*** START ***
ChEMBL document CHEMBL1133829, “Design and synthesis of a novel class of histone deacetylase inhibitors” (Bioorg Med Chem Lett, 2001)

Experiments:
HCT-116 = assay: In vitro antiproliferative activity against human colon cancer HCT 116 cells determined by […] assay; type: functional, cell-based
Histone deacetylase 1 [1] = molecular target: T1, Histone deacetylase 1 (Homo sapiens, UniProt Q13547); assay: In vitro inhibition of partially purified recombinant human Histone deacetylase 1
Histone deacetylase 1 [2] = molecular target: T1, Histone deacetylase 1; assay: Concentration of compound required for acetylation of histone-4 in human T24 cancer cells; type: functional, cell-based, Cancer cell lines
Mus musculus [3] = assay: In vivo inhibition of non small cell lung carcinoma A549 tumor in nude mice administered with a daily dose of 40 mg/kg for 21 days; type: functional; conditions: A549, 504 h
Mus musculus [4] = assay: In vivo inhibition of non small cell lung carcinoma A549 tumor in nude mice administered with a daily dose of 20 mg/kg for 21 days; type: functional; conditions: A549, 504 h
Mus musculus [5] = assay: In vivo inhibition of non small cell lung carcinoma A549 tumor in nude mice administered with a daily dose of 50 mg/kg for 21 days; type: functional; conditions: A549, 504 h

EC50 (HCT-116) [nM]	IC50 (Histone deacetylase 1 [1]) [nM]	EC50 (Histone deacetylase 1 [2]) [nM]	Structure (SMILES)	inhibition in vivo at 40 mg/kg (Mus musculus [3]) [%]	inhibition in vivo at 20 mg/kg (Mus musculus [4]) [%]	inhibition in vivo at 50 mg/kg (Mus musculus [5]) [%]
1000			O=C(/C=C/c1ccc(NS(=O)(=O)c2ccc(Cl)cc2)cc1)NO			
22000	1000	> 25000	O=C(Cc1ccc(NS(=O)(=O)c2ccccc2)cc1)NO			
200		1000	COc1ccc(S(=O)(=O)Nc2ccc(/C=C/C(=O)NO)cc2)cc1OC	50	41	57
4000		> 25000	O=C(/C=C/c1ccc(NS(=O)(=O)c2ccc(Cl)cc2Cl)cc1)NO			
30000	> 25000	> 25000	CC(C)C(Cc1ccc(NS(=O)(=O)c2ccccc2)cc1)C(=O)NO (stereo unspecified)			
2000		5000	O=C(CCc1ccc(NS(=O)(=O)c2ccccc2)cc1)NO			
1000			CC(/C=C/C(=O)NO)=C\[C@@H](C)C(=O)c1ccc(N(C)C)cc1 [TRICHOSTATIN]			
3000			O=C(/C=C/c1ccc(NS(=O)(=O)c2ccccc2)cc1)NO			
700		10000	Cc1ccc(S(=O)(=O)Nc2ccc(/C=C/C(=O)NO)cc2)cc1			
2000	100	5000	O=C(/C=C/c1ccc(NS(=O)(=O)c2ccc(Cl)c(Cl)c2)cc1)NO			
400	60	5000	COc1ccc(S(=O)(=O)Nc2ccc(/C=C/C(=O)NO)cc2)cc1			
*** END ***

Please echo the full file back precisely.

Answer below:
ChEMBL document CHEMBL1133829, “Design and synthesis of a novel class of histone deacetylase inhibitors” (Bioorg Med Chem Lett, 2001)

Experiments:
HCT-116 = assay: In vitro antiproliferative activity against human colon cancer HCT 116 cells determined by […] assay; type: functional, cell-based
Histone deacetylase 1 [1] = molecular target: T1, Histone deacetylase 1 (Homo sapiens, UniProt Q13547); assay: In vitro inhibition of partially purified recombinant human Histone deacetylase 1
Histone deacetylase 1 [2] = molecular target: T1, Histone deacetylase 1; assay: Concentration of compound required for acetylation of histone-4 in human T24 cancer cells; type: functional, cell-based, Cancer cell lines
Mus musculus [3] = assay: In vivo inhibition of non small cell lung carcinoma A549 tumor in nude mice administered with a daily dose of 40 mg/kg for 21 days; type: functional; conditions: A549, 504 h
Mus musculus [4] = assay: In vivo inhibition of non small cell lung carcinoma A549 tumor in nude mice administered with a daily dose of 20 mg/kg for 21 days; type: functional; conditions: A549, 504 h
Mus musculus [5] = assay: In vivo inhibition of non small cell lung carcinoma A549 tumor in nude mice administered with a daily dose of 50 mg/kg for 21 days; type: functional; conditions: A549, 504 h

EC50 (HCT-116) [nM]	IC50 (Histone deacetylase 1 [1]) [nM]	EC50 (Histone deacetylase 1 [2]) [nM]	Structure (SMILES)	inhibition in vivo at 40 mg/kg (Mus musculus [3]) [%]	inhibition in vivo at 20 mg/kg (Mus musculus [4]) [%]	inhibition in vivo at 50 mg/kg (Mus musculus [5]) [%]
1000			O=C(/C=C/c1ccc(NS(=O)(=O)c2ccc(Cl)cc2)cc1)NO			
22000	1000	> 25000	O=C(Cc1ccc(NS(=O)(=O)c2ccccc2)cc1)NO			
200		1000	COc1ccc(S(=O)(=O)Nc2ccc(/C=C/C(=O)NO)cc2)cc1OC	50	41	57
4000		> 25000	O=C(/C=C/c1ccc(NS(=O)(=O)c2ccc(Cl)cc2Cl)cc1)NO			
30000	> 25000	> 25000	CC(C)C(Cc1ccc(NS(=O)(=O)c2ccccc2)cc1)C(=O)NO (stereo unspecified)			
2000		5000	O=C(CCc1ccc(NS(=O)(=O)c2ccccc2)cc1)NO			
1000			CC(/C=C/C(=O)NO)=C\[C@@H](C)C(=O)c1ccc(N(C)C)cc1 [TRICHOSTATIN]			
3000			O=C(/C=C/c1ccc(NS(=O)(=O)c2ccccc2)cc1)NO			
700		10000	Cc1ccc(S(=O)(=O)Nc2ccc(/C=C/C(=O)NO)cc2)cc1			
2000	100	5000	O=C(/C=C/c1ccc(NS(=O)(=O)c2ccc(Cl)c(Cl)c2)cc1)NO			
400	60	5000	COc1ccc(S(=O)(=O)Nc2ccc(/C=C/C(=O)NO)cc2)cc1			